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Book Club: The Devil in the Marshalsea
Antonia Hodgson, author of our Book Club book of the Week, looks at the debt her career and her debut novel The Devil in the Marshalsea, owe to a rather surprising source...
When I was about eleven years old I read a novel called Which Witch? by Eva Ibbotson. God, I loved that book. It was witty and exciting. It had a love story and a magic contest. There was a dark and powerful wizard called Arriman the Awful who felt anxious around women because he didn’t have any sisters. There was a magic worm called Rover. Really, what more could you ask of a novel?
Once I’d finished it, I wanted to share it with everyone. Books had always been a private pleasure for me – an escape into other worlds, magical or otherwise. But this book... I just knew people would love it. So I gave it to a friend.
"I don’t like magic books."
"You’ll like this one, trust me."
She read it – and loved it. One down, twenty-eight classmates to go. The next reader enjoyed it so much she passed it on without asking. Soon my beloved copy had taken on a life of its own. People came over to chat about their favourite bits. The teacher read it. Eventually, towards the end of term, a boy handed it back to me. The spine was torn, the edges were battered and it had a big crease in one corner.
I was delighted. I’d discovered a new book and shared it with the world! Well, about ten people in a classroom in Derby. Allow me a bit of rounding up.
So. Eleven years old. That was a long time ago. I forgot all about it for years. But a few months ago we were discussing our favourite children’s books in the office and I remembered Which Witch? I was half way through retelling my triumph when I stopped. People were laughing at me. (This happens.) "Even then," someone said. "You were a publisher."
I’d never thought of it that way before, but they were right. Different editors have different tastes, different styles and different responsibilities, but the fundamental goal remains the same. Find a book you love and get people to read it.
I knew exactly what my characters looked like, how they sounded, how they felt. But the bit that wrapped round the front? No idea.
Now my first novel, The Devil in the Marshalsea, is out. Publishing friends ask what it’s like to be on the other side of the fence. They’re not concerned for me. They’re concerned for my poor editor. Am I on the phone to him every five minutes? Did I insist on designing the cover? Did I have tantrums about the jacket copy? Surely as an editor myself, I wouldn’t be able to resist dictating every last detail?
The truth is, I wouldn’t have known where to start. I’ve spent twenty years in publishing but when it came to my own book, I was far too subjective to be of any use. When I commission a book, I usually have clear thoughts about the packaging – not the final design of course, but the general approach. I had none about my own jacket. I knew exactly what my characters looked like, how they sounded, how they felt. I could imagine every brick of the Marshalsea prison back in September 1727. But the bit that wrapped round the front? No idea.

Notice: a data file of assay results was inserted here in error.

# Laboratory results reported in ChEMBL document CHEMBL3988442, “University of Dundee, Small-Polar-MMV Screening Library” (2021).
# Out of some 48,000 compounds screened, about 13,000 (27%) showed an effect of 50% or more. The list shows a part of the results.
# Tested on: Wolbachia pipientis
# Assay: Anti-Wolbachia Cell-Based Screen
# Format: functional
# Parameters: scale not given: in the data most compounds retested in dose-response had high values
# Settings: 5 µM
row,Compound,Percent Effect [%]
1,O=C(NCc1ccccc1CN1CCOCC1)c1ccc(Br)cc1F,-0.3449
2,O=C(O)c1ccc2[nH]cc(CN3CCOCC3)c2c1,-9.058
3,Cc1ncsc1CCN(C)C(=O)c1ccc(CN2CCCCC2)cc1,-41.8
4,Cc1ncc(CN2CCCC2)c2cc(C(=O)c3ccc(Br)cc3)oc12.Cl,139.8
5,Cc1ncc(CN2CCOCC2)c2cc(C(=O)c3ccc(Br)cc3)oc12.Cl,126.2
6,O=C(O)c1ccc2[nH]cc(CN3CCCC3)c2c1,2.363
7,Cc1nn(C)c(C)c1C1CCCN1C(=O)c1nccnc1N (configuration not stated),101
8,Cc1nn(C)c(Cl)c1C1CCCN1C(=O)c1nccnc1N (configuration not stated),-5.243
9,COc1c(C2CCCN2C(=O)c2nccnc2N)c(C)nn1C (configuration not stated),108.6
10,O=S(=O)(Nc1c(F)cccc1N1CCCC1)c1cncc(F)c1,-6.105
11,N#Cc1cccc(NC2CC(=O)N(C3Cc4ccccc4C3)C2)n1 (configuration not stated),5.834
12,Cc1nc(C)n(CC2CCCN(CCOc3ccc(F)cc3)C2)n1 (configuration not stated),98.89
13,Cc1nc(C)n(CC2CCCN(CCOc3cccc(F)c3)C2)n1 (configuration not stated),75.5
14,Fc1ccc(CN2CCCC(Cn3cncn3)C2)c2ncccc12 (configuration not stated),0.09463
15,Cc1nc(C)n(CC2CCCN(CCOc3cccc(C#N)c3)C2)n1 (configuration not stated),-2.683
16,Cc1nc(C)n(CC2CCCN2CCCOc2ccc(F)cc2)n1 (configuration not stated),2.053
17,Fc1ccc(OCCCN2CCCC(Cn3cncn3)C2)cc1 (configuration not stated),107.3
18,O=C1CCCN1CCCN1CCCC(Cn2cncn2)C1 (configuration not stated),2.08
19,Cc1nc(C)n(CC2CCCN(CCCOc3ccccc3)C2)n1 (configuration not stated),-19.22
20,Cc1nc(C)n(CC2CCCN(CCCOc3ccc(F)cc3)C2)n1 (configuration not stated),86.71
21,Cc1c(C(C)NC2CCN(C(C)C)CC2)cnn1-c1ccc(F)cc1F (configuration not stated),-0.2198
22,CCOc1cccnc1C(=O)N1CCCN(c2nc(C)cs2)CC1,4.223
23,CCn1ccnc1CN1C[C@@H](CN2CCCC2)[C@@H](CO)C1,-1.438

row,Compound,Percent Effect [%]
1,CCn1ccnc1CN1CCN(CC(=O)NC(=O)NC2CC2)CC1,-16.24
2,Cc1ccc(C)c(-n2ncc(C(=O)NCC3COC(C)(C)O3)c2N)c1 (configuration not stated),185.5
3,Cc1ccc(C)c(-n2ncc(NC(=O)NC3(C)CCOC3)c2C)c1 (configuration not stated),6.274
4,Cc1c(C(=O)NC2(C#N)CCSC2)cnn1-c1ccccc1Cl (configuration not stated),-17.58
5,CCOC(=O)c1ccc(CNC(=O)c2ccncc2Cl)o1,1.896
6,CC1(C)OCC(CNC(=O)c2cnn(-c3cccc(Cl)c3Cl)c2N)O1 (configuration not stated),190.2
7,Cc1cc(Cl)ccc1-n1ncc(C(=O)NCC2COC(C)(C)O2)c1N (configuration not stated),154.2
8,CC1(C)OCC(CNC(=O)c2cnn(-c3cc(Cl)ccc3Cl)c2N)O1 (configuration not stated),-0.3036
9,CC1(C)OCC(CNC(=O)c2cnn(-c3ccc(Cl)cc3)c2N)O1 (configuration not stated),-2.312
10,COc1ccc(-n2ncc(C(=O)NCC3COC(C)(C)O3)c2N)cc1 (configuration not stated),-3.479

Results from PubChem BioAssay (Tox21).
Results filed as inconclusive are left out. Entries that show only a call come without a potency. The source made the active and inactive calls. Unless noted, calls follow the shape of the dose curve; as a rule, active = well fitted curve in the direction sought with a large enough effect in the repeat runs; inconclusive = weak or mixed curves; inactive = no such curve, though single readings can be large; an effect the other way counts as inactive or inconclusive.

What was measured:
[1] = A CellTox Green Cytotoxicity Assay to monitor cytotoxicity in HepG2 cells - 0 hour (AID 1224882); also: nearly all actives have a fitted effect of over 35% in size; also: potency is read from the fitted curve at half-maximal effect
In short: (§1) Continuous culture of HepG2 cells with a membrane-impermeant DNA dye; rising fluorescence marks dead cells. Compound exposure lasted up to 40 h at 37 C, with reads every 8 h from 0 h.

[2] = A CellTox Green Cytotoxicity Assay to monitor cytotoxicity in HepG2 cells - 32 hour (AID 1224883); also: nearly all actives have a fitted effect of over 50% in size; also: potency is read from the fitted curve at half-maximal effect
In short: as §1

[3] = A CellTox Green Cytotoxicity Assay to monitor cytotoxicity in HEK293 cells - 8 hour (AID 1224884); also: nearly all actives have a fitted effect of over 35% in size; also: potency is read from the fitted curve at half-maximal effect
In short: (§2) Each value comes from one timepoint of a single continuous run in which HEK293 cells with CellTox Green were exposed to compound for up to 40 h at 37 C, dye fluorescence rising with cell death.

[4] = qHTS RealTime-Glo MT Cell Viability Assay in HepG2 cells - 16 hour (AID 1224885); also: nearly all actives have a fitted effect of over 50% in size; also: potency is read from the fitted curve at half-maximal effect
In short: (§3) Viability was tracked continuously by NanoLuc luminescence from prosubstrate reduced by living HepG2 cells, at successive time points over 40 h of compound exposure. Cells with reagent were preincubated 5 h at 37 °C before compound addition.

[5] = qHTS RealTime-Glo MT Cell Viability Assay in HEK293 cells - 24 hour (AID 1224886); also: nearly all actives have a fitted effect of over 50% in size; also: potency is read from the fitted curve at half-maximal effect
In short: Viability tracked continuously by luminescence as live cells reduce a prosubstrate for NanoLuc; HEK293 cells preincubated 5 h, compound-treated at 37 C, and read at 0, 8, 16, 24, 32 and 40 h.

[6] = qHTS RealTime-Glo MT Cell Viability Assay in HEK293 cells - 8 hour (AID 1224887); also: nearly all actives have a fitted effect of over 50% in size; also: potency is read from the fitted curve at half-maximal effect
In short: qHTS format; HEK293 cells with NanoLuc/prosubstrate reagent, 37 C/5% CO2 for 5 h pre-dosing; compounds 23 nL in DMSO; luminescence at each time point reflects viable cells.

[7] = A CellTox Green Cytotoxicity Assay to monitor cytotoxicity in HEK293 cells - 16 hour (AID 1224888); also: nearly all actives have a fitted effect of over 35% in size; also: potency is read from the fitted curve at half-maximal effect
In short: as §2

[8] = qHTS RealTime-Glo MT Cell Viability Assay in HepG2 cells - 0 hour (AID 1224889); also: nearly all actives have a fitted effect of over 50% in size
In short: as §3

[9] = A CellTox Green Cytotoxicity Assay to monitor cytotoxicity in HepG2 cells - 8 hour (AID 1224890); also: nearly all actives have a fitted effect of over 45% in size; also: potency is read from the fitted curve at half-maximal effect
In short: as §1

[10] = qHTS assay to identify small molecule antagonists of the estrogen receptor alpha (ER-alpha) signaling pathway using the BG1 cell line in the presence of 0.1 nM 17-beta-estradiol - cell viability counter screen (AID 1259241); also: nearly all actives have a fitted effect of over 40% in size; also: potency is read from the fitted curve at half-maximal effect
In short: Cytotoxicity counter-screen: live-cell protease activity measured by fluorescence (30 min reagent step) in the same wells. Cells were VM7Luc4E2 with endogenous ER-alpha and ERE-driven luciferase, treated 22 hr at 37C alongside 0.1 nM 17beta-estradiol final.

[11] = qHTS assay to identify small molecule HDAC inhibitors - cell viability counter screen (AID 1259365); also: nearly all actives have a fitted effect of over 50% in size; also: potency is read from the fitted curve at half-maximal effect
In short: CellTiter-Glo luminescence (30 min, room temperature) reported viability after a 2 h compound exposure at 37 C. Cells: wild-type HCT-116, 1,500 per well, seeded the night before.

I did try to write some cover copy and it was awful. I just wanted to write the whole novel again right across the jacket. As an editor I’ve written hundreds of pieces of copy over the years – but I found it impossible to distil my own book into a couple of hundred words.
Of course some authors are natural marketeers and publicists. Some are able to step back and make excellent cover suggestions and write wonderful, enticing copy. I am not one of these authors.
Luckily, I don’t have to be. My editor wrote some terrific copy. I love the jacket too and now I’m free to wave it around and say "look, isn’t it gorgeous?" with impunity because I had absolutely nothing to do with it.
Has becoming an author taught me anything new about publishing? Mainly it’s just reinforced what I already suspected. Guess what – authors feel vulnerable when they deliver a manuscript. They like to be kept in the loop. Getting published feels like the biggest thing in the world. Publicity can feel a bit weird and exposing. Biscuits at meetings are always welcome.
One thing I’ve always known is that the weeks just before publication are fraught with anxiety. The book is finished, you’ve done everything you possibly can and all that’s left is the wait. "Are you s***ting yourself?" one of my authors enquired politely the other day.
The trick is to keep busy and luckily there’s a lot to do back at the office. Authors to champion. I’m still hunting for books to love and share and obsess about. Still Which Witch-ing.
Antonia Hodgson, for Waterstones.com/blog